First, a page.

HSR&D Citation Abstract
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Portuondo JI, Shah SR, Singh H, Massarweh NN. Failure to Rescue as a Surgical Quality Indicator: Current Concepts and Future Directions for Improving Surgical Outcomes. Anesthesiology. 2019 Aug 1; 131(2):426-437.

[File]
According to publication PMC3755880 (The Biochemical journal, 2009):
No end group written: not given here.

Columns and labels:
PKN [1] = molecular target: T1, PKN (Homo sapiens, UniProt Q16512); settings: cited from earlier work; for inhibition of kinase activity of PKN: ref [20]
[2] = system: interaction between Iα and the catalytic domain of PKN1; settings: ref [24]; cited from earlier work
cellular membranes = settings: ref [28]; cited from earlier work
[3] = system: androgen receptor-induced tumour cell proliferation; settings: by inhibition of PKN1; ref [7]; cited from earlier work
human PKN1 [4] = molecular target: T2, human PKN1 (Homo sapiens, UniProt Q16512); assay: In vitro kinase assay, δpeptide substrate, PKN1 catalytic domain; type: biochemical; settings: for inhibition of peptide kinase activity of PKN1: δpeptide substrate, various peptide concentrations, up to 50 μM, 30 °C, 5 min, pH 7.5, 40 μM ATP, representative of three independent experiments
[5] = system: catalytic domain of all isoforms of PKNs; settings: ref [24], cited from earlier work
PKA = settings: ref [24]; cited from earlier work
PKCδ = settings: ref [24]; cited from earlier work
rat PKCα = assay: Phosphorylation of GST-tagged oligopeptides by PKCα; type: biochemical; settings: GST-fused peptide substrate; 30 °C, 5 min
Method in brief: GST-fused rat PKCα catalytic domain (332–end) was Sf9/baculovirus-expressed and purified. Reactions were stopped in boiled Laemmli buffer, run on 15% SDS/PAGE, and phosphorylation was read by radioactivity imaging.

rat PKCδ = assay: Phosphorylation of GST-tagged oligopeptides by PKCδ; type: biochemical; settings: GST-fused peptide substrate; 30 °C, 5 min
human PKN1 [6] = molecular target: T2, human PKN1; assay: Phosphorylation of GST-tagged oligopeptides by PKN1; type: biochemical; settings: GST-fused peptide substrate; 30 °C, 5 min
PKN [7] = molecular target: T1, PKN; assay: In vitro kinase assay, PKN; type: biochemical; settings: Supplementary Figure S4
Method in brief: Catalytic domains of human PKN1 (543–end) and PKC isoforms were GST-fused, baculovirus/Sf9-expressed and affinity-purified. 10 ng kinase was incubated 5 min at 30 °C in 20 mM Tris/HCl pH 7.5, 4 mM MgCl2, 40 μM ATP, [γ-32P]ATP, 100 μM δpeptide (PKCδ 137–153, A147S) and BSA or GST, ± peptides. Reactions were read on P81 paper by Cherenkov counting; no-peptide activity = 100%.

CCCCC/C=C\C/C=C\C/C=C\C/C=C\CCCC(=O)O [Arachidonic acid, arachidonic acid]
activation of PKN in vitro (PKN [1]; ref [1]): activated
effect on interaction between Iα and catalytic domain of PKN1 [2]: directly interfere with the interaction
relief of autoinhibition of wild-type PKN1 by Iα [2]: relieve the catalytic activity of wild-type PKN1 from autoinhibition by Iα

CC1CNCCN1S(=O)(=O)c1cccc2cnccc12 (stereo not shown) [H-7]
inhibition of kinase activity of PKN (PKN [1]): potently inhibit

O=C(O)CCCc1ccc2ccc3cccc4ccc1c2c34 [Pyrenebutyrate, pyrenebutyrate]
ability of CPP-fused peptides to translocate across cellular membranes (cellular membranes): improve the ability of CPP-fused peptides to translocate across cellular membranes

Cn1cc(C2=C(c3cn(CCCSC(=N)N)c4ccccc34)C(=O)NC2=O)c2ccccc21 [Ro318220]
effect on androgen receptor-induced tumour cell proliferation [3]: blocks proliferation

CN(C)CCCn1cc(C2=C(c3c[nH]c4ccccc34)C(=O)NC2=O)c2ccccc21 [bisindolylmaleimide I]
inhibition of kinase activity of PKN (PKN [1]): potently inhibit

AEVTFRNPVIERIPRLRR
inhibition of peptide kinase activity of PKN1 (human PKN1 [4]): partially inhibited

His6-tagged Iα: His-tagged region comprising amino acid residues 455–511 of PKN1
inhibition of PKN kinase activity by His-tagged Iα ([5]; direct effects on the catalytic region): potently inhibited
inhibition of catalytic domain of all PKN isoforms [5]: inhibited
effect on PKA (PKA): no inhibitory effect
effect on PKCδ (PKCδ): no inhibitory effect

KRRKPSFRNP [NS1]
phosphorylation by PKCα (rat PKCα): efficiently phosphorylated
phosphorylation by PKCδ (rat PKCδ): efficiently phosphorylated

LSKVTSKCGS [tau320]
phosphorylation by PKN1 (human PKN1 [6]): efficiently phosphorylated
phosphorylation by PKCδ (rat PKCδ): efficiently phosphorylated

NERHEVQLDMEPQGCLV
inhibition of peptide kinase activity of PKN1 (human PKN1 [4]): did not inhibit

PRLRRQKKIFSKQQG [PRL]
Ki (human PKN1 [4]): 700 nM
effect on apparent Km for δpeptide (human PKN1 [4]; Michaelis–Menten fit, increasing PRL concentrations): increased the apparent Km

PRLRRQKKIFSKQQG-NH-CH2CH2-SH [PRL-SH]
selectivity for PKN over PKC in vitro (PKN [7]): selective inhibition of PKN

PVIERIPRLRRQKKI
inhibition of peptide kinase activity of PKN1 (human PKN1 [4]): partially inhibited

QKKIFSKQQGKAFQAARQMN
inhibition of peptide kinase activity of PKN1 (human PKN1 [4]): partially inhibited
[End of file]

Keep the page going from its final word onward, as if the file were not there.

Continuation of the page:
Abstract: Over the past decade, failure to rescue-defined as the death of a patient after one or more potentially treatable complications-has received increased attention as a surgical quality indicator. Failure to rescue is an appealing quality target because it implicitly accounts for the fact that postoperative complications may not always be preventable and is based on the premise that prompt recognition and treatment of complications is a critical, actionable point during a patient's postoperative course. Although numerous patient and macrosystem factors have been associated with failure to rescue, there is an increasing appreciation of the key role of microsystem factors. Although failure to rescue is believed to contribute to observed hospital-level variation in both surgical outcomes and costs, further work is needed to delineate the underlying patient-level and system-level factors preventing the timely identification and treatment of postoperative complications. Therefore, the goals of this narrative review are to provide a conceptual framework for understanding failure to rescue, to discuss various associated patient- and system-level factors, to delineate the reasons it has become recognized as an important quality indicator, and to propose future directions of scientific inquiry for developing effective interventions that can be broadly implemented to improve postoperative outcomes across all hospitals.